The Second District Court of Appeal affirmed Van Ness Law Firm’s client on the issue of contractual entitlement to attorney’s fees in a no standing, no fees appeal. In Florida, a party is only entitled to attorney’s fees if those fees are provided for in a statute, rule, or contract. There is no statute or rule providing for fees in foreclosure cases. Therefore, the parties rely on the note and mortgage. But if the note and mortgage are not between the parties, there is a question as to whether there is an entitlement to fees.
The Second District Court of Appeal had not opined on whether a borrower would be entitled to fees in the event that they prevailed in a foreclosure action by demonstrating that the bank failed to prove that either the note or mortgage were in favor of the bank. However, the Second District has now answered the question.
In Hopson v. Deutsche Bank Nat’l Trust Co., No. 2D18-0673 (Fla. 2d DCA Aug. 28, 2019), the borrower prevailed at trial. The note had no endorsements. The bank relied on an assignment of mortgage. The borrower attacked the assignment of mortgage. The trial court agreed with the borrower that the assignment of mortgage could not confer standing upon the bank. And the trial court awarded attorney’s fees to the borrower.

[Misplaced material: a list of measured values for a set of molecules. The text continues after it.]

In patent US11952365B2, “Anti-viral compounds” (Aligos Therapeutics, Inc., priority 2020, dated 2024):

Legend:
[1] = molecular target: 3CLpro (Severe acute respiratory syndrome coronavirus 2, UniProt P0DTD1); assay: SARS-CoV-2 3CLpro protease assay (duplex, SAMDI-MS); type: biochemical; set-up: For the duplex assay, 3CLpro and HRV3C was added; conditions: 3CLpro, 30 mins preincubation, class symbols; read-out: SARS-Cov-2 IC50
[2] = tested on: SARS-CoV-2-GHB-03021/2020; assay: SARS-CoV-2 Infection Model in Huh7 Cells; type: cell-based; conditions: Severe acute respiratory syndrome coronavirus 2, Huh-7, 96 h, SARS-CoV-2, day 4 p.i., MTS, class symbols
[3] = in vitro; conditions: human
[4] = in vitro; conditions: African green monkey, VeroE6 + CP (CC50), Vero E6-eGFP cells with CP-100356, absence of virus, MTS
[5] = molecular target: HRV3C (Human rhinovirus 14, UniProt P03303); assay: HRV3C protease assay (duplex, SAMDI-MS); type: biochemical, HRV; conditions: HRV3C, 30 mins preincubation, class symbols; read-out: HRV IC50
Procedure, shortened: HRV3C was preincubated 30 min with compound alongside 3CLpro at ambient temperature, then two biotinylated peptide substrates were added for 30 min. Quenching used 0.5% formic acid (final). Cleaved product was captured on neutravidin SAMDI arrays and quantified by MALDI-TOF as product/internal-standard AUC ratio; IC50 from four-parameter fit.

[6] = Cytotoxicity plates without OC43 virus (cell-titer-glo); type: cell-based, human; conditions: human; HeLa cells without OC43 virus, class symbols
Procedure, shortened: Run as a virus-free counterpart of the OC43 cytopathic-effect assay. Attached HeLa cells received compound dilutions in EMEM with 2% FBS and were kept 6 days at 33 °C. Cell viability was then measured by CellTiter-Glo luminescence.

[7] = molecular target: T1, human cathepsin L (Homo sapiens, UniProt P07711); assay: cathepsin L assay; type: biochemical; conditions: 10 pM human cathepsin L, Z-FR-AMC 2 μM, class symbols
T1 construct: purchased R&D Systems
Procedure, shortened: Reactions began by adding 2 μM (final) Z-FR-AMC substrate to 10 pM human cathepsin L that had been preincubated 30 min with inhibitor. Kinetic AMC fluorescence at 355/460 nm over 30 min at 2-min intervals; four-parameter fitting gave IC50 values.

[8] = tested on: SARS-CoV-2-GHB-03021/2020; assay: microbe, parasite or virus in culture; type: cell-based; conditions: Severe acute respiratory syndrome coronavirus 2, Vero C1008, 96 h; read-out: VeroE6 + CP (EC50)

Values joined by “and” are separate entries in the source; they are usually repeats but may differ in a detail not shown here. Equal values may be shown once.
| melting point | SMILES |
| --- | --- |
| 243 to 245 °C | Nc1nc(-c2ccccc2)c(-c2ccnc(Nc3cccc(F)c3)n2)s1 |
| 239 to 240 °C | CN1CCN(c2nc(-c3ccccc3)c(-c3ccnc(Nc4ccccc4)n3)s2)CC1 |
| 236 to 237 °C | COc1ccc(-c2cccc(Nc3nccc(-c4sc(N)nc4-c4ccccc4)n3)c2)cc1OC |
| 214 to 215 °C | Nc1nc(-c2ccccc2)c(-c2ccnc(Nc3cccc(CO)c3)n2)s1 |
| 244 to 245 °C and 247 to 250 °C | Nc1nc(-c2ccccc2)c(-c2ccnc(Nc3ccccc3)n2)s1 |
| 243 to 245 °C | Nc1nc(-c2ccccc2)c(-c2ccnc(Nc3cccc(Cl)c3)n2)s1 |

Van Ness moved for rehearing on the attorney’s fees issue, claiming that the lack of endorsements on the note combined with the fact that the assignment of mortgage had been impugned rendered the borrower devoid of an avenue to claim a contractual entitlement to attorney’s fees. The borrower appealed. The Second District, agreeing with the bank’s position, explained, “Because Hopson could not establish that Deutsche Bank was a party to the mortgage containing the fees provision on which Hopson relied, we affirm the trial court’s order denying Hopson attorney’s fees pursuant to section 57.105(7).”